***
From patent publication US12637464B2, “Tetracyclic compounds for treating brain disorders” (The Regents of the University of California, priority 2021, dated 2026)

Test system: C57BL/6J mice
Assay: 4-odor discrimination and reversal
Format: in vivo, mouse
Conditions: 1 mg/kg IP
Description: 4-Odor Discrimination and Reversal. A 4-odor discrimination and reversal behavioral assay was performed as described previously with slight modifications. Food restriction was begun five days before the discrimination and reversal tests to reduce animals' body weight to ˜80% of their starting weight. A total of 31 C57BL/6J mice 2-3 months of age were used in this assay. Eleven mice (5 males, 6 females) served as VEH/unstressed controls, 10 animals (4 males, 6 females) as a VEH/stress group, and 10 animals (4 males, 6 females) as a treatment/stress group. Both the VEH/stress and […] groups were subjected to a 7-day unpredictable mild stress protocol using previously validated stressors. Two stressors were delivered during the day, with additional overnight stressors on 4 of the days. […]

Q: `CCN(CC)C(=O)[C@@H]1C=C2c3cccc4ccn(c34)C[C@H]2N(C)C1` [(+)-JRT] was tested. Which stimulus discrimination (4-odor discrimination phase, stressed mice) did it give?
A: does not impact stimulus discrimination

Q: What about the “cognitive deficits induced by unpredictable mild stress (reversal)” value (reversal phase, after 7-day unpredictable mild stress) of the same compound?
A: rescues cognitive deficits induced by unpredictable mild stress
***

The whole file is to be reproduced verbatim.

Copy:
From patent publication US12637464B2, “Tetracyclic compounds for treating brain disorders” (The Regents of the University of California, priority 2021, dated 2026)

Test system: C57BL/6J mice
Assay: 4-odor discrimination and reversal
Format: in vivo, mouse
Conditions: 1 mg/kg IP
Description: 4-Odor Discrimination and Reversal. A 4-odor discrimination and reversal behavioral assay was performed as described previously with slight modifications. Food restriction was begun five days before the discrimination and reversal tests to reduce animals' body weight to ˜80% of their starting weight. A total of 31 C57BL/6J mice 2-3 months of age were used in this assay. Eleven mice (5 males, 6 females) served as VEH/unstressed controls, 10 animals (4 males, 6 females) as a VEH/stress group, and 10 animals (4 males, 6 females) as a treatment/stress group. Both the VEH/stress and […] groups were subjected to a 7-day unpredictable mild stress protocol using previously validated stressors. Two stressors were delivered during the day, with additional overnight stressors on 4 of the days. […]

Q: `CCN(CC)C(=O)[C@@H]1C=C2c3cccc4ccn(c34)C[C@H]2N(C)C1` [(+)-JRT] was tested. Which stimulus discrimination (4-odor discrimination phase, stressed mice) did it give?
A: does not impact stimulus discrimination

Q: What about the “cognitive deficits induced by unpredictable mild stress (reversal)” value (reversal phase, after 7-day unpredictable mild stress) of the same compound?
A: rescues cognitive deficits induced by unpredictable mild stress